Name of Institution: Vanderbilt University
Principal Investigator: Dr. Mark Lipsey
Title: Evaluation of Ohio's School Conflict Management Program
Purpose: Interpersonal conflict and aggressive behavior occur at unacceptably high rates in many U.S. schools, not only threatening students and teachers, but also harming academic performance. The purpose of this study is to examine the Ohio School Conflict Management Program, a well-established and promising program that addresses interpersonal conflict and aggressive behavior. The intervention aims to improve both behavioral and academic outcomes among middle school students. At the end of the project, the results will show whether implementation of the Ohio School Conflict Management Program in schools throughout the state reduces student-to-student and student-to-teacher conflict and improves attendance and academic performance.
Setting: 50 Ohio middle schools are participating in the project.
Population: The participants are students in grades 6-8.
Intervention: The Ohio School Conflict Management Program is a promising program that has been designed around principles of conflict resolution drawn from the broader professional contexts of dispute resolution and conflict management in ways that give it coherence and credibility. The program has been developed and shaped by the demands of practice and is widely implemented in Ohio.
The School Conflict Management Program consists of the following elements: 6-8 representatives of each school participate in a 3-day off-site training. The school representatives implement the program by training other staff, integrating conflict management into the academic curriculum, organizing special school events, and involving parents. Trainers provide on-site consultations to the school. There will be two years of implementation in the school to allow for fine-tuning of the program and sustainability.
Research Design and Methods: The researchers are conducting a randomized controlled trial with 25 schools randomly assigned to receive the conflict management program (treatment) and 25 assigned to the control condition. Approximately 150 students per grade in each school will be surveyed. If the school has fewer than 150 students, then all students will be sampled, if a school has more than 150 students, then 150 will be randomly selected.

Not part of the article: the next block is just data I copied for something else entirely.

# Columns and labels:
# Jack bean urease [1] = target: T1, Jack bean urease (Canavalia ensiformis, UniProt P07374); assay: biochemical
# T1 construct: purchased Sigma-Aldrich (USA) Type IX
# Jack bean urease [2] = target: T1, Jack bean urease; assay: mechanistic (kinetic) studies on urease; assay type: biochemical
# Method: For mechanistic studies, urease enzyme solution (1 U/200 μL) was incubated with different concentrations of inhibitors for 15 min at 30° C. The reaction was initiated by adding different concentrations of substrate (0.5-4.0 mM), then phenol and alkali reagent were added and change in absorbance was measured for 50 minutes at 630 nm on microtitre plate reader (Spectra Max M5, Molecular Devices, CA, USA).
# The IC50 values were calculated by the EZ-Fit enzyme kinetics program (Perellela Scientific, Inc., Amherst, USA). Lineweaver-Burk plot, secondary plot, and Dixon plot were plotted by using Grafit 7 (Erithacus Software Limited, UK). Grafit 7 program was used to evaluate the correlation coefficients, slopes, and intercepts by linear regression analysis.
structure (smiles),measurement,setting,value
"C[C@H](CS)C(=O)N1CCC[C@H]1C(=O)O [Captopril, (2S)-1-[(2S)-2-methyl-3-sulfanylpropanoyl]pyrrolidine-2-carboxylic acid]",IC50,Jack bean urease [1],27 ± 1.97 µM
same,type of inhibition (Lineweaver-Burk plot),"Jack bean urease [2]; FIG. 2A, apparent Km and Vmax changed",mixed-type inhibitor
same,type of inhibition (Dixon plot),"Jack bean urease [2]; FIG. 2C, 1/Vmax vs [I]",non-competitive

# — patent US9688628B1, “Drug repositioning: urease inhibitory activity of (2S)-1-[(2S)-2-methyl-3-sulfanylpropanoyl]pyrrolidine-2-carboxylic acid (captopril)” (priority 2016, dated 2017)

Implementation will be monitored extensively through evaluating the written documents produced by schools, telephone interviews of selected school personnel, and reports from the trainer during consulting visits to the school.
Control Condition: Schools in the control condition will be given the opportunity to send one representative to a regional conference or workshop on school conflict management. Control schools may elect to adopt and pay for another conflict management program other than the Ohio School Conflict Management Program.
Key Measures: A survey of students will be the primary measure of aggressive and hurtful student behaviors. School records and teacher, principal, and staff surveys will also be used to measured interpersonal conflict. School attendance records will be used to measure attendance and truancy, and school achievement testing data in reading and math for students in grades 6-8 will be used to measure academic achievement. Administrative data on program costs will also be collected.
Data Analytic Strategy: Analyses will include HLM models to examine the overall impact of the program on the following outcomes: (a) student-student and student-teacher interpersonal conflict, including both verbally and physically aggressive and disruptive behavior, (b) the academic performance of the students, and (c) attendance and truancy. In addition, HLM models will examine differences in outcomes associated with program implementation and the characteristics of the participating schools. A descriptive cost-benefit analysis will also be conducted.